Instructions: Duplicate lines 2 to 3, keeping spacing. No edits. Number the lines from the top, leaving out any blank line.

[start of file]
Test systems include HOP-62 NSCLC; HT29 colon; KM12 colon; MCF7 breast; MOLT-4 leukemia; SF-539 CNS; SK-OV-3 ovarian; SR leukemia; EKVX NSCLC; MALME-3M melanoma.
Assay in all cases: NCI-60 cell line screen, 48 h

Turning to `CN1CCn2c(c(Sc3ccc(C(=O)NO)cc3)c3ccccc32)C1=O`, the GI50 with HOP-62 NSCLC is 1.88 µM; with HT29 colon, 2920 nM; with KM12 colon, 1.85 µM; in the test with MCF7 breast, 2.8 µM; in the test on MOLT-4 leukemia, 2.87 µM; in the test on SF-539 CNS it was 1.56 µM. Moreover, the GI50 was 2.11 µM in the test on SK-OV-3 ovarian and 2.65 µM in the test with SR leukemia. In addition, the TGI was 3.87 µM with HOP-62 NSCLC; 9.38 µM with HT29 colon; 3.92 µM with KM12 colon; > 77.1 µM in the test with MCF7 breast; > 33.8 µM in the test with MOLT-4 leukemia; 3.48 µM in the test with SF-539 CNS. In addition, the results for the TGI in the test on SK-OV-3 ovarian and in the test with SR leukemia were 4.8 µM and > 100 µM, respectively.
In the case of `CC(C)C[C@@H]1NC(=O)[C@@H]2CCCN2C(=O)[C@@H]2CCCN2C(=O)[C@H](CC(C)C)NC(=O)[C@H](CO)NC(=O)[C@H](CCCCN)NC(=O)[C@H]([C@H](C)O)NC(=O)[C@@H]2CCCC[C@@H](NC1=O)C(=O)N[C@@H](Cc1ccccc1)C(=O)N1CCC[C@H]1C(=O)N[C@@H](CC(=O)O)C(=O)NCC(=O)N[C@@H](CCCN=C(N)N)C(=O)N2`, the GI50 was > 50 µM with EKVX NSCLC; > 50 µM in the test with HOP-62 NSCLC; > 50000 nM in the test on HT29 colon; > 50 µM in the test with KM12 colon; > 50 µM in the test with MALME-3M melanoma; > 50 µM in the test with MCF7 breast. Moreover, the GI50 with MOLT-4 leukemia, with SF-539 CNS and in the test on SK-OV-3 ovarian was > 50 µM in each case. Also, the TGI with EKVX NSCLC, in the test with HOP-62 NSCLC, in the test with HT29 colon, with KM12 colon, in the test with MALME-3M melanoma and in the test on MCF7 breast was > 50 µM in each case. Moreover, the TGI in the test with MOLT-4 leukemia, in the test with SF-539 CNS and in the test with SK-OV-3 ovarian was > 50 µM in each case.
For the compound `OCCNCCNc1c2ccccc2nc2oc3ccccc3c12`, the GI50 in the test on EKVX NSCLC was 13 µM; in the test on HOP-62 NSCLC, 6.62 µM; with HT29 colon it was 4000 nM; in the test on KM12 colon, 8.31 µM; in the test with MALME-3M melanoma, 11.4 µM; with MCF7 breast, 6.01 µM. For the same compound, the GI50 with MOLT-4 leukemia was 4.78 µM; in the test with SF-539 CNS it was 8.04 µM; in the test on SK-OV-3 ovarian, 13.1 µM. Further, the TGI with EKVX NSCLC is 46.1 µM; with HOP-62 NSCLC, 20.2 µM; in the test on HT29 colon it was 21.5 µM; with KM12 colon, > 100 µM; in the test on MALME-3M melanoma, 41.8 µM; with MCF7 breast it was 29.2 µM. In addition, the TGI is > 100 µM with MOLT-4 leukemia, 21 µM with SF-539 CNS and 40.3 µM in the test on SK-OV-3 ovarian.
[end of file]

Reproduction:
Assay in all cases: NCI-60 cell line screen, 48 h

Turning to `CN1CCn2c(c(Sc3ccc(C(=O)NO)cc3)c3ccccc32)C1=O`, the GI50 with HOP-62 NSCLC is 1.88 µM; with HT29 colon, 2920 nM; with KM12 colon, 1.85 µM; in the test with MCF7 breast, 2.8 µM; in the test on MOLT-4 leukemia, 2.87 µM; in the test on SF-539 CNS it was 1.56 µM. Moreover, the GI50 was 2.11 µM in the test on SK-OV-3 ovarian and 2.65 µM in the test with SR leukemia. In addition, the TGI was 3.87 µM with HOP-62 NSCLC; 9.38 µM with HT29 colon; 3.92 µM with KM12 colon; > 77.1 µM in the test with MCF7 breast; > 33.8 µM in the test with MOLT-4 leukemia; 3.48 µM in the test with SF-539 CNS. In addition, the results for the TGI in the test on SK-OV-3 ovarian and in the test with SR leukemia were 4.8 µM and > 100 µM, respectively.